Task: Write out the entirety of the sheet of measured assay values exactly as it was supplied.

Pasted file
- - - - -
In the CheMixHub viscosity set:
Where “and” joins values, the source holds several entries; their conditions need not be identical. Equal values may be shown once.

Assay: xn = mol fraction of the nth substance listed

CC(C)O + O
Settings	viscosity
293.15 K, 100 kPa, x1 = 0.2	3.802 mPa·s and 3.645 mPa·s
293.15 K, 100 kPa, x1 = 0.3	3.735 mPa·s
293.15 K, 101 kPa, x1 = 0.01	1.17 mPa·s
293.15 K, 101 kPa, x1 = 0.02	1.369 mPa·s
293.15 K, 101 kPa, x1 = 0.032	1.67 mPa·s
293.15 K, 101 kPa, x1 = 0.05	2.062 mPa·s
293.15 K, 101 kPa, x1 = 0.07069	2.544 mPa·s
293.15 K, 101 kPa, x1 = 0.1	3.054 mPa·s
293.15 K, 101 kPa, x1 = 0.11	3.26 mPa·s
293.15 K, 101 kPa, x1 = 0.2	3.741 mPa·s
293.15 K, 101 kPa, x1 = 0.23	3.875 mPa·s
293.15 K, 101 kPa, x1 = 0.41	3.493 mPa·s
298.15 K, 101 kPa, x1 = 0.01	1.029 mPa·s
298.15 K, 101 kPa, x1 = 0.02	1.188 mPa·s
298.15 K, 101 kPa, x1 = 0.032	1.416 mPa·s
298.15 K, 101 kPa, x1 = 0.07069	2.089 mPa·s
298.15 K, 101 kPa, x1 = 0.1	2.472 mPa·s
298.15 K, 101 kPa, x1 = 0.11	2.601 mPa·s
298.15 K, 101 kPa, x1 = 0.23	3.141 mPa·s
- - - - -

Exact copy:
In the CheMixHub viscosity set:
Where “and” joins values, the source holds several entries; their conditions need not be identical. Equal values may be shown once.

Assay: xn = mol fraction of the nth substance listed

CC(C)O + O
Settings	viscosity
293.15 K, 100 kPa, x1 = 0.2	3.802 mPa·s and 3.645 mPa·s
293.15 K, 100 kPa, x1 = 0.3	3.735 mPa·s
293.15 K, 101 kPa, x1 = 0.01	1.17 mPa·s
293.15 K, 101 kPa, x1 = 0.02	1.369 mPa·s
293.15 K, 101 kPa, x1 = 0.032	1.67 mPa·s
293.15 K, 101 kPa, x1 = 0.05	2.062 mPa·s
293.15 K, 101 kPa, x1 = 0.07069	2.544 mPa·s
293.15 K, 101 kPa, x1 = 0.1	3.054 mPa·s
293.15 K, 101 kPa, x1 = 0.11	3.26 mPa·s
293.15 K, 101 kPa, x1 = 0.2	3.741 mPa·s
293.15 K, 101 kPa, x1 = 0.23	3.875 mPa·s
293.15 K, 101 kPa, x1 = 0.41	3.493 mPa·s
298.15 K, 101 kPa, x1 = 0.01	1.029 mPa·s
298.15 K, 101 kPa, x1 = 0.02	1.188 mPa·s
298.15 K, 101 kPa, x1 = 0.032	1.416 mPa·s
298.15 K, 101 kPa, x1 = 0.07069	2.089 mPa·s
298.15 K, 101 kPa, x1 = 0.1	2.472 mPa·s
298.15 K, 101 kPa, x1 = 0.11	2.601 mPa·s
298.15 K, 101 kPa, x1 = 0.23	3.141 mPa·s